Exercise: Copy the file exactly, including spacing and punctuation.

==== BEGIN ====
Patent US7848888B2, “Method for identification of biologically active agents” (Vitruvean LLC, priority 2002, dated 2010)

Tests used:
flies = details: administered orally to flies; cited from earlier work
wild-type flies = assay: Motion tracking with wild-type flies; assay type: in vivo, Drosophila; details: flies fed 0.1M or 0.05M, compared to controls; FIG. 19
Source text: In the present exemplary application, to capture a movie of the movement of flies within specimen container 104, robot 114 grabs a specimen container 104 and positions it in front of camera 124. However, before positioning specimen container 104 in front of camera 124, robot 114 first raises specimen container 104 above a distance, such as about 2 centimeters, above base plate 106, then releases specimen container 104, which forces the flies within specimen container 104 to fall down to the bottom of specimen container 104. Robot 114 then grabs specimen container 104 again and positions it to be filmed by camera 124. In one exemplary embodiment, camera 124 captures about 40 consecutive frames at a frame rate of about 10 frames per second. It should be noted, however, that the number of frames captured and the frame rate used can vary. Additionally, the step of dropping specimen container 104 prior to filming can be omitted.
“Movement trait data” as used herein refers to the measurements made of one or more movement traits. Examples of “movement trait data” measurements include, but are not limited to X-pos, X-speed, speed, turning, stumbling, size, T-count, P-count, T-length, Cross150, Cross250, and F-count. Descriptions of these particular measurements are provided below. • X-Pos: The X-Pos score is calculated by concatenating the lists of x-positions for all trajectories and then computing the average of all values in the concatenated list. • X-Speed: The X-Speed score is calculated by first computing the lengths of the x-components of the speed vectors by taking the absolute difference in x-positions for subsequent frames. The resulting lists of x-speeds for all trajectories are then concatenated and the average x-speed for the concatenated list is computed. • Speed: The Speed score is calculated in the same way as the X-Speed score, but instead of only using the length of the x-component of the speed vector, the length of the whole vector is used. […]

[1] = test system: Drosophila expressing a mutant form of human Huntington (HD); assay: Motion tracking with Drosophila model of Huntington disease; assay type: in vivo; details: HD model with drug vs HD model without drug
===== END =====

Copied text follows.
Patent US7848888B2, “Method for identification of biologically active agents” (Vitruvean LLC, priority 2002, dated 2010)

Tests used:
flies = details: administered orally to flies; cited from earlier work
wild-type flies = assay: Motion tracking with wild-type flies; assay type: in vivo, Drosophila; details: flies fed 0.1M or 0.05M, compared to controls; FIG. 19
Source text: In the present exemplary application, to capture a movie of the movement of flies within specimen container 104, robot 114 grabs a specimen container 104 and positions it in front of camera 124. However, before positioning specimen container 104 in front of camera 124, robot 114 first raises specimen container 104 above a distance, such as about 2 centimeters, above base plate 106, then releases specimen container 104, which forces the flies within specimen container 104 to fall down to the bottom of specimen container 104. Robot 114 then grabs specimen container 104 again and positions it to be filmed by camera 124. In one exemplary embodiment, camera 124 captures about 40 consecutive frames at a frame rate of about 10 frames per second. It should be noted, however, that the number of frames captured and the frame rate used can vary. Additionally, the step of dropping specimen container 104 prior to filming can be omitted.
“Movement trait data” as used herein refers to the measurements made of one or more movement traits. Examples of “movement trait data” measurements include, but are not limited to X-pos, X-speed, speed, turning, stumbling, size, T-count, P-count, T-length, Cross150, Cross250, and F-count. Descriptions of these particular measurements are provided below. • X-Pos: The X-Pos score is calculated by concatenating the lists of x-positions for all trajectories and then computing the average of all values in the concatenated list. • X-Speed: The X-Speed score is calculated by first computing the lengths of the x-components of the speed vectors by taking the absolute difference in x-positions for subsequent frames. The resulting lists of x-speeds for all trajectories are then concatenated and the average x-speed for the concatenated list is computed. • Speed: The Speed score is calculated in the same way as the X-Speed score, but instead of only using the length of the x-component of the speed vector, the length of the whole vector is used. […]

[1] = test system: Drosophila expressing a mutant form of human Huntington (HD); assay: Motion tracking with Drosophila model of Huntington disease; assay type: in vivo; details: HD model with drug vs HD model without drug